See Overload Class.

Old Media

Old media is magazines and TV, etc. New media is Internet and web "magazines." The term became important when America Online (new media) announced it had agreed to buy Time Warner (old media) in January, 2000.


Object Linking and Embedding. A Microsoft Corp. software technology that allows Windows programs to exchange information and work together. For instance, a word processing document with OLE capabilities could contain a link to a chart created in a spreadsheet. Version 2.0 of OLE was released in the Windows 95 operating system. OLE means tying one piece of information in one form into a document in another form, such that a change in one piece of information will be automatically reflected in the other document. Here's an explanation from the New York Times: Business reports may contain information in a variety of formats, including text and numbers, charts , tables, images, graphics, sound and video. Typically, these are created in separate applications programs (e.g. spreadsheet, word processing, charting, database, etc.) and are merged into a single document (i.e. the report). But when the numbers used to create a chart are changed the chart must be updated as well. The executive then has to track down all the various components of the report, call up their respective applications, make the changes and stitch everything back together. OLE promises to keep track of those links and update the various components as they change. Here's an explanation from PC Magazine: Ole is a complex specification that describes the interfaces used for such tasks as embedding objects created by one application within documents created by another, performing drag-and-drop data transfers within or between applications, creating automation servers that expose their inner functionality to other programs, extending the Windows 95 shell with custom DLLs, and much more. Version 1.0 of the specification was originally created for placing objects such as Excel spreadsheets inside documents created by other applications such as Microsoft Word for Windows. OLE 2.0 greatly expanded the scope of OLE and made the original name obsolete, but the name had achieved widespread recognition and was retained. See OLE DB.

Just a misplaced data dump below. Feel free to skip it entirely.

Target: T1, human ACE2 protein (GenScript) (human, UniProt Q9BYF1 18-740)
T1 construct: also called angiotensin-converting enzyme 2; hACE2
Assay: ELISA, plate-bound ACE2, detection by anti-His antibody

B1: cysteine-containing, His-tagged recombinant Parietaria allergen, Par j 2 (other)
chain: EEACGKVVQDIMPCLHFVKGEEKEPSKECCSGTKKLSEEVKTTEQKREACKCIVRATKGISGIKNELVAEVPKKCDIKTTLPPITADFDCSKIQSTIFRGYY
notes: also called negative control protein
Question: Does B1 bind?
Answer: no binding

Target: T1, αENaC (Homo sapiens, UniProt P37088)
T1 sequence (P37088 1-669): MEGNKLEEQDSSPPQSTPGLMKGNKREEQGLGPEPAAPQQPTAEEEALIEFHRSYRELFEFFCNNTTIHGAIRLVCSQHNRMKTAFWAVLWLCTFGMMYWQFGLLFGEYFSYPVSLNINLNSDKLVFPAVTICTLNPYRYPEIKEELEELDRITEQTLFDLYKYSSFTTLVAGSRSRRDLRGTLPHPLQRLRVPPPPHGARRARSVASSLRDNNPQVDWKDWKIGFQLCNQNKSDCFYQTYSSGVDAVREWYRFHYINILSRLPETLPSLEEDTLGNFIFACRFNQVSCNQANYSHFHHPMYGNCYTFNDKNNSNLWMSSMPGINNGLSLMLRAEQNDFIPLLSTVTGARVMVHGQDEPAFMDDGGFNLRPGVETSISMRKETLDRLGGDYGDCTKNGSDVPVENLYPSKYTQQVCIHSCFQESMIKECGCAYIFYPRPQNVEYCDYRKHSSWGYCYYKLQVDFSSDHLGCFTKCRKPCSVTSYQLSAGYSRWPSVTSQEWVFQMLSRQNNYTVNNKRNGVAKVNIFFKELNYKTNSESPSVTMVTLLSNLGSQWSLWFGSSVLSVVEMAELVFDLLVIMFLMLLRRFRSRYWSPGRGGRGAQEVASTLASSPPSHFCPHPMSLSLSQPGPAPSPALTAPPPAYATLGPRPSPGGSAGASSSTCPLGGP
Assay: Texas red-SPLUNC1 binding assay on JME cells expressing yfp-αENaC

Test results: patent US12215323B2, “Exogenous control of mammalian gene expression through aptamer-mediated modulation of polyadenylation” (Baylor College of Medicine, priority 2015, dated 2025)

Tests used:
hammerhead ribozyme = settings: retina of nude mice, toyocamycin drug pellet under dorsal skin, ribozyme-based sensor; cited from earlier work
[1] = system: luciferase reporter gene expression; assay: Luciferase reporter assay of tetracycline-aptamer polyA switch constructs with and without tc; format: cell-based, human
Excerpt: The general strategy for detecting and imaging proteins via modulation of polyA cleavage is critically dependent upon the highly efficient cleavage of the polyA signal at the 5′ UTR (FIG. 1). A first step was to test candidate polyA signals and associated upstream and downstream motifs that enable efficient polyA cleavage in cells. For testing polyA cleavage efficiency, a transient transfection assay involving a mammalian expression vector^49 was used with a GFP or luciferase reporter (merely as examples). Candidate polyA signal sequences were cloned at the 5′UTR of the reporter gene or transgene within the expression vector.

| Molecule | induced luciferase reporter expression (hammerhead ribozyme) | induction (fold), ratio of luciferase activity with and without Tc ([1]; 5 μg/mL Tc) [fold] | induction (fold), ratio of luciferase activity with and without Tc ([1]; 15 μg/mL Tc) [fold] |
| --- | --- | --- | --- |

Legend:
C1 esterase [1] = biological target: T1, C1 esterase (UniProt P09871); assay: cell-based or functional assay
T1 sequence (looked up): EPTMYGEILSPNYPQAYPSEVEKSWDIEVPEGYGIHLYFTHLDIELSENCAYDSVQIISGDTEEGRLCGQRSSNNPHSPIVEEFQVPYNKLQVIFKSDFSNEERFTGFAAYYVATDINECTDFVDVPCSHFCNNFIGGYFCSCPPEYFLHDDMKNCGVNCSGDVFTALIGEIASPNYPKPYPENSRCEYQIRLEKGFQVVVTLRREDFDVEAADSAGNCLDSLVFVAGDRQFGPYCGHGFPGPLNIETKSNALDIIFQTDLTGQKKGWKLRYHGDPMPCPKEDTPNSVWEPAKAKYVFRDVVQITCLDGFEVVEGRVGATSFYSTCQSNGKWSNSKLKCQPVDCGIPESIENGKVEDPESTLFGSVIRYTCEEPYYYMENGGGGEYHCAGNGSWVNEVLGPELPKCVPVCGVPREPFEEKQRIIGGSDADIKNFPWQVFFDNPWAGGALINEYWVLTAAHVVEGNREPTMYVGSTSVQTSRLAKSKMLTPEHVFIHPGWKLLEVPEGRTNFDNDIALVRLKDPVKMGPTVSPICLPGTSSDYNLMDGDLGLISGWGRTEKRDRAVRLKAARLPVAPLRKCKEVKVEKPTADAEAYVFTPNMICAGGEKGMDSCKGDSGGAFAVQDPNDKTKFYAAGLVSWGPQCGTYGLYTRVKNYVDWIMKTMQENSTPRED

Abbreviation of Object Linking and Embedding (pronounced as separate letters or as "oh-leh"). OLE is a compound document standard developed by Microsoft Corporation. It enables you to create objects with one application and then link or embed them in a second application. Embedded objects retain their original format and link to the application that created them. Support for OLE is built into the Windows and Macintosh operating systems. A competing compound document standard developed jointly by IBM, Apple Computer, and other computer firms is called OpenDoc.


Originating Local Exchange Carrier. Where the call comes from. See also LEC, CLEC and TLEC.